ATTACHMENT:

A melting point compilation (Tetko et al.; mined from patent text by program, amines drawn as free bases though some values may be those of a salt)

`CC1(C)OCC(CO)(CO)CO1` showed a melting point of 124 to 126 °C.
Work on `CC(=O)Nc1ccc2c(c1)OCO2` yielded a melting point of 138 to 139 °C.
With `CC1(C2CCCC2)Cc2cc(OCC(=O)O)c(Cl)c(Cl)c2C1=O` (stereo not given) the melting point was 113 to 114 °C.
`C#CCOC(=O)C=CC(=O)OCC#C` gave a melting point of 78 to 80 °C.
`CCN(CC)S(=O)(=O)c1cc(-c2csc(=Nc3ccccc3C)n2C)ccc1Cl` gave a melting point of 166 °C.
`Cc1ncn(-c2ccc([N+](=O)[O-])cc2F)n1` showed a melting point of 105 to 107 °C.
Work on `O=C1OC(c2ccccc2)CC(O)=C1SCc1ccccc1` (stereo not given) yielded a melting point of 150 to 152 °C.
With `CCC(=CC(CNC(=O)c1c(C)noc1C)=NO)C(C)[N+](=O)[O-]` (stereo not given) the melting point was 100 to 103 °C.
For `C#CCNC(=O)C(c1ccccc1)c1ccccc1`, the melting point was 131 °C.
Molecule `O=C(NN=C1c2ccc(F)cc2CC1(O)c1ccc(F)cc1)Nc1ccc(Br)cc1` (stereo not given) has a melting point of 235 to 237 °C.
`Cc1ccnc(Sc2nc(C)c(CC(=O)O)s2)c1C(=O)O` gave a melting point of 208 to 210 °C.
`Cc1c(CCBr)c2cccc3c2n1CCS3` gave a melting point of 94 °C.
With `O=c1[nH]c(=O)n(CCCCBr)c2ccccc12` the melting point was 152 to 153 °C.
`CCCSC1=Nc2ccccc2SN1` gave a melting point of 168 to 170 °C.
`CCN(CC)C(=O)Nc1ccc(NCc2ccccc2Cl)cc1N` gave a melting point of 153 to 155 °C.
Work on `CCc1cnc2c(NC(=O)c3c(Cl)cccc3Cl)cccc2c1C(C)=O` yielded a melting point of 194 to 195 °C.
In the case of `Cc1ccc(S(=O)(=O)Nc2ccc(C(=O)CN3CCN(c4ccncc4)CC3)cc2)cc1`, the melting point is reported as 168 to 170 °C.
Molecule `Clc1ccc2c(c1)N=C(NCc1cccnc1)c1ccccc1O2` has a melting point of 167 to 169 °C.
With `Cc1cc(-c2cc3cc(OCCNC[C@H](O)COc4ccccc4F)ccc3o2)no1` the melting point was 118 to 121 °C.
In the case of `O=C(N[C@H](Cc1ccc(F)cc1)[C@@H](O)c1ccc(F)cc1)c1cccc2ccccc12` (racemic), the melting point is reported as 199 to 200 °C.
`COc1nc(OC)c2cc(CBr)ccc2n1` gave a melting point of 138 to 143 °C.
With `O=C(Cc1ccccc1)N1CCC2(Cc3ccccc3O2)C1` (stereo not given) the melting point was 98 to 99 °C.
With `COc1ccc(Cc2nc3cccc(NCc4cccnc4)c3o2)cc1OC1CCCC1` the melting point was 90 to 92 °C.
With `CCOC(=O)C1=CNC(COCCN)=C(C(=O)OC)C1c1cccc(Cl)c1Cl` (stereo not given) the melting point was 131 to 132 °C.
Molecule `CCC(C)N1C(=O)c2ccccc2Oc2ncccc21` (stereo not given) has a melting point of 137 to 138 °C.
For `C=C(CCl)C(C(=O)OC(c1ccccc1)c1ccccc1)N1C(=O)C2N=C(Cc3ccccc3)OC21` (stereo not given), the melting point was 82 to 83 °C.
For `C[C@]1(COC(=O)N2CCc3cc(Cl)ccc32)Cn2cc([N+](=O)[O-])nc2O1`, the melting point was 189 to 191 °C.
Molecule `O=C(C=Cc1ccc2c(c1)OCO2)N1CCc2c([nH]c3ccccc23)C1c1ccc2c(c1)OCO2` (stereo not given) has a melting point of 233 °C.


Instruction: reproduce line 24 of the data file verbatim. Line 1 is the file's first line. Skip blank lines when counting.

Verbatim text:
With `COc1ccc(Cc2nc3cccc(NCc4cccnc4)c3o2)cc1OC1CCCC1` the melting point was 90 to 92 °C.